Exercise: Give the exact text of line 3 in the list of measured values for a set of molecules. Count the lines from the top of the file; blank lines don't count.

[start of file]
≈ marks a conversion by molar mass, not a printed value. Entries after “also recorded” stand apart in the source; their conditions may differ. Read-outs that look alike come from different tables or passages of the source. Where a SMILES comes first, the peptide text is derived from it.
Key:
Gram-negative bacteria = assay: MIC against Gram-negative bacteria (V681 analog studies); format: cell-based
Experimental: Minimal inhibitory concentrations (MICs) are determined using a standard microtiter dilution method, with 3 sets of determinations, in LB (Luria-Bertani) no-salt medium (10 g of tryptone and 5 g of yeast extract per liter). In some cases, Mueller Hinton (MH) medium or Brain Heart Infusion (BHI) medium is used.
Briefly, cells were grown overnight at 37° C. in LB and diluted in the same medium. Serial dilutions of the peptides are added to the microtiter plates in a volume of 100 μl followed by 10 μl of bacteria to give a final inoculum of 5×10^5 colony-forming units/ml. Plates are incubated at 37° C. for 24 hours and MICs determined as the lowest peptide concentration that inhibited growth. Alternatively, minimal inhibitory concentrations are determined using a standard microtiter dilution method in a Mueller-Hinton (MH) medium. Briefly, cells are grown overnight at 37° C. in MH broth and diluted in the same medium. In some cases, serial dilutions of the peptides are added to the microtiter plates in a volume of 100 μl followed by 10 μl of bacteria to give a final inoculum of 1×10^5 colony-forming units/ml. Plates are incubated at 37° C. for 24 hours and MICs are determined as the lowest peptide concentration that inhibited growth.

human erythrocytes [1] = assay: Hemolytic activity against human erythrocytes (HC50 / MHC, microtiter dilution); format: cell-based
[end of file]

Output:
Gram-negative bacteria = assay: MIC against Gram-negative bacteria (V681 analog studies); format: cell-based